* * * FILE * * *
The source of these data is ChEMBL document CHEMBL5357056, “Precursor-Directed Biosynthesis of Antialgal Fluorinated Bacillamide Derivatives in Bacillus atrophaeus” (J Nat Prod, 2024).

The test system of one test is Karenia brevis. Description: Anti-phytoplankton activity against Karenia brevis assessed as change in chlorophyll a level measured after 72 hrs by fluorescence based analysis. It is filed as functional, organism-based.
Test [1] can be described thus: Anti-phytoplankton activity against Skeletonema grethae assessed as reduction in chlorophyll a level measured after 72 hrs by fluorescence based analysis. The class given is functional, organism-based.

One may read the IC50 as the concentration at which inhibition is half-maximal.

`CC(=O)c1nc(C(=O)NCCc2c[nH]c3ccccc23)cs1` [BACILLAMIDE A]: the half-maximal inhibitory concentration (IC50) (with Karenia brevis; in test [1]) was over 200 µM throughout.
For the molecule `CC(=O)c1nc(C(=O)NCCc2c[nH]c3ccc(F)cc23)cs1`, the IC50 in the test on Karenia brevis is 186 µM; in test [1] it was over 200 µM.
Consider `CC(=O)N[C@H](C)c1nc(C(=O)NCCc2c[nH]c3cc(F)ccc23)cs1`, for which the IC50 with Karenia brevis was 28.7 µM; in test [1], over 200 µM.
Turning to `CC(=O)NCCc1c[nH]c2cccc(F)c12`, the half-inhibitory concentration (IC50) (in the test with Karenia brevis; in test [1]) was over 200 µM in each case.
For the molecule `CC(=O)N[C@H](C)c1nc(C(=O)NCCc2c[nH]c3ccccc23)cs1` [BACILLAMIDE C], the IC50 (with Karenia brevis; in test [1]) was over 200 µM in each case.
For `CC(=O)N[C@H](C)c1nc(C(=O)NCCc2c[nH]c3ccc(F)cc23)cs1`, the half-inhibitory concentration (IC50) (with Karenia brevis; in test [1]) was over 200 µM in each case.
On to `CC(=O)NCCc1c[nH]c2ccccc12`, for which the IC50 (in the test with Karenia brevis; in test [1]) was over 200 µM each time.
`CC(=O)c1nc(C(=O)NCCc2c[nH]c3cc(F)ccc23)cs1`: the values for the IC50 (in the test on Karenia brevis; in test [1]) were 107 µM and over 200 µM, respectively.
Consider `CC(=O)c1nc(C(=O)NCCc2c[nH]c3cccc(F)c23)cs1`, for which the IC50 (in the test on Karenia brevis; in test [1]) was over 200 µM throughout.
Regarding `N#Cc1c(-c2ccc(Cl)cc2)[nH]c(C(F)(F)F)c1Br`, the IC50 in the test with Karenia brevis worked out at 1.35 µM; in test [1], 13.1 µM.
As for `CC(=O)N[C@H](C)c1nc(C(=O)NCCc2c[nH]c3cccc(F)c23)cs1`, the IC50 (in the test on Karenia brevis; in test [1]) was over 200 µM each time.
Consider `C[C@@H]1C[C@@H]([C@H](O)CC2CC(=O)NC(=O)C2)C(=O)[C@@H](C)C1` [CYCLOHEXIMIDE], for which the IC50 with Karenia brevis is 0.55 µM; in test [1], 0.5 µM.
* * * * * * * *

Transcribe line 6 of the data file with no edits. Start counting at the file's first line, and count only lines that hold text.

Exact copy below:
For the molecule `CC(=O)c1nc(C(=O)NCCc2c[nH]c3ccc(F)cc23)cs1`, the IC50 in the test on Karenia brevis is 186 µM; in test [1] it was over 200 µM.